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April 16 2021: The First Pitch

If you’re one of those folks hoping to see major leaguers fix their bad habits, put the ball more in play and avoid a possible onslaught of silly new rules over the next year or two, we’ve good some bad news for you. 

First, batting averages. As of the end of last night, MLB teams are hitting a collective .235. Sure, it’s still early and it’s still cold, but that number is down 10 points from 2020—and 17 from 2019. The lowest team average in a full season since the start of the modern era is a .212 reading by the 1910 Chicago White Sox; as of the end of Wednesday night, five teams are hitting below that figure. At the bottom are the Cubs, who all by themselves are one big Chris Davis—hitting an absolutely embarrassing .163. 

Okay, so are the players at least putting the ball into play more often? Um, nope. The percentage of plate appearances resulting in one of the three outcomes—a home run, walk or strikeout—is at 36.6%, up from 36.0% from 2020 and 35.1% in 2019. 

So the momentum continues to build, slowly but surely, in the wrong direction. Meanwhile, the start of the minor league season is two weeks away with a bevy of experimental rules ready to be tried out per the wishes of MLB and special agent Theo Epstein. If major leaguers don’t start disciplining themselves more and continue to swing for the fences or die trying, don’t be surprised to see some of those silly rules tried out at the lower levels getting promoted to the parent level in 2022. 


It won’t be as newsworthy as Carlos Rodon’s no-hitter from the day before, but fellow White Sock Lance Lynn followed up the former’s gem with a pretty good outing of his own, conceding two runs on five hits to the Indians through six innings before departing with a 2-1 deficit. But of more historical note, he struck out 10-plus batters with no walks for the second straight start—making him the first White Sox pitcher ever to accomplish that. Cleveland fought off a late Chicago uprising—and one upset Adam Eaton—to grab a 4-2 victory.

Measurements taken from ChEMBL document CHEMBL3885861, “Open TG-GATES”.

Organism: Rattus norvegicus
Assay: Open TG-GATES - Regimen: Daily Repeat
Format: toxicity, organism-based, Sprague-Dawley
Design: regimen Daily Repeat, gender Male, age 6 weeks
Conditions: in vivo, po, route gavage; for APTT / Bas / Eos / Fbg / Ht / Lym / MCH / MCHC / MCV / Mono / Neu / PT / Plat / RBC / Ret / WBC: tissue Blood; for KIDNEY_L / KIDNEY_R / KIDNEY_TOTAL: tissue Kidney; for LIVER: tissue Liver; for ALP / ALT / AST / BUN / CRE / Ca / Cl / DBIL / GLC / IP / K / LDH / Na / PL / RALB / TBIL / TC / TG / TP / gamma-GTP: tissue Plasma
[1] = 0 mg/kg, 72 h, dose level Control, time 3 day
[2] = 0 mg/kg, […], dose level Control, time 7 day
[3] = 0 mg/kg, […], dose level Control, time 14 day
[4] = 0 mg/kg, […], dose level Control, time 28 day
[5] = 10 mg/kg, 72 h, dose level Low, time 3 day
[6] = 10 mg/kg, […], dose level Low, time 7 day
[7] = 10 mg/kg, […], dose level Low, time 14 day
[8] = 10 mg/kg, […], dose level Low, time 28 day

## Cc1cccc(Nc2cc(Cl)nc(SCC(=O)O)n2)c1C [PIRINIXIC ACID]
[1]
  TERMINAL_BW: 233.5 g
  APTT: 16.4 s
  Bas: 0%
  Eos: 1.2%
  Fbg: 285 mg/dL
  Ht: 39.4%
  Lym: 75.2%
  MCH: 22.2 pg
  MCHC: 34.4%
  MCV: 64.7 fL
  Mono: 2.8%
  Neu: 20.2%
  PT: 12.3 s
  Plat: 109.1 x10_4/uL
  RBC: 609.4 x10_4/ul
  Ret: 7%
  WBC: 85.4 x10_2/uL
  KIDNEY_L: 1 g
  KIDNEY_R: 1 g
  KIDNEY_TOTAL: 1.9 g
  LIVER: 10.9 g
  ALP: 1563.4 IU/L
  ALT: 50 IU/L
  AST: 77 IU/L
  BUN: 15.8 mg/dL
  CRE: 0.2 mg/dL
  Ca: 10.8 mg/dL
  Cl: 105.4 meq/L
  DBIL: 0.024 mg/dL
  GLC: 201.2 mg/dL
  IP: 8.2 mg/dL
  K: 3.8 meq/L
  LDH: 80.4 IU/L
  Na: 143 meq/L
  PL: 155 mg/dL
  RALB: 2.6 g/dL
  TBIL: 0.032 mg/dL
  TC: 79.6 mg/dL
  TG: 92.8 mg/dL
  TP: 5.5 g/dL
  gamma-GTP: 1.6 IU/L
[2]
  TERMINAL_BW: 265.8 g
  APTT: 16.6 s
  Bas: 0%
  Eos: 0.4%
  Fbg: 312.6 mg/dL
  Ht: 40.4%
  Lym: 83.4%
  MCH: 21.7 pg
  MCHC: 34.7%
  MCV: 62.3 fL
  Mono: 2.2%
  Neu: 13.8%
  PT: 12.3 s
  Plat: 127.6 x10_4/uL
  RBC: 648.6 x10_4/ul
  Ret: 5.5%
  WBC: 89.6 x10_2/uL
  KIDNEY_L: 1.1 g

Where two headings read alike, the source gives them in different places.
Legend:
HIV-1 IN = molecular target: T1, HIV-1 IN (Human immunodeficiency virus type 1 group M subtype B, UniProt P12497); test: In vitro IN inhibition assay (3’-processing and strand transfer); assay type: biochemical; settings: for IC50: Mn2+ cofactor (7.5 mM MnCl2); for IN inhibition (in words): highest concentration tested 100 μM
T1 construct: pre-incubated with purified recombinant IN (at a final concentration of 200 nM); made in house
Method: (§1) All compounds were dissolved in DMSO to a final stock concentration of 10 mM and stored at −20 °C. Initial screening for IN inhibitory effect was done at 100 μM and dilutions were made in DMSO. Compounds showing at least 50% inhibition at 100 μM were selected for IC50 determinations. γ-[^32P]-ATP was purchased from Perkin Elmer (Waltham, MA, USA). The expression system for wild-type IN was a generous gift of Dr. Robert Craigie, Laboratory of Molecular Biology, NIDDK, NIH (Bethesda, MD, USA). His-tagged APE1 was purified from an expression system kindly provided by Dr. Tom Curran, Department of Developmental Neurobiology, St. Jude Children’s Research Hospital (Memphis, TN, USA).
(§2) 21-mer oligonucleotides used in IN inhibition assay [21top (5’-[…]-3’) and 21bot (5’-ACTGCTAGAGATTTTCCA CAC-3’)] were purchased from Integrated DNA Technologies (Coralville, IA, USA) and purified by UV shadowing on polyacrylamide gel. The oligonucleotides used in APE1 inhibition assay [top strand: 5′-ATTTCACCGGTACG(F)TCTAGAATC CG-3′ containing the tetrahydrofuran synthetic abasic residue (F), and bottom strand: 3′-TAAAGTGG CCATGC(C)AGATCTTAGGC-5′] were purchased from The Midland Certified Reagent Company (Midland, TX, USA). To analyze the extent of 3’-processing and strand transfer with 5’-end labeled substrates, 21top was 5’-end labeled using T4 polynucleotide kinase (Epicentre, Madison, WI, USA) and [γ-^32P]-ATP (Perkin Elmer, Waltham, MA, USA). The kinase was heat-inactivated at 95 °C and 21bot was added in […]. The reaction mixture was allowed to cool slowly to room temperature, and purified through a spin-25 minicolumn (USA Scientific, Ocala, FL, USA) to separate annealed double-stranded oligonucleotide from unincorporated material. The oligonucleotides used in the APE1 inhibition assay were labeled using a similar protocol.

Several heroes emerged for the Braves in a come-from-behind, 7-6 victory over the visiting Marlins that helped stave off a potential four-game sweep for Miami. First there was veteran Pablo Sandoval, playing the role of pinch-hitter extraordinaire as he drilled a three-run bomb in the seventh—his third homer of the year, all off the bench—to give Atlanta a 5-3 lead after six innings. Closer A.J. Minter couldn’t hold a one-run lead in the ninth as the Marlins rallied for two runs, but the Braves bounced back in the bottom half as Dansby Swanson’s one-out single with the bases loaded delivered the game-winner in a 6-5 decision.


Finally, sad news for those who give a rat’s butt: Alex Rodriguez and Jennifer Lopez have called off their engagement—this time, definitely. Or, at least until they change their minds once more.


Congrats, Your Box Score Line Was the Best (Hitters Edition)

3-2-3-3Justin Turner, Los Angeles Dodgers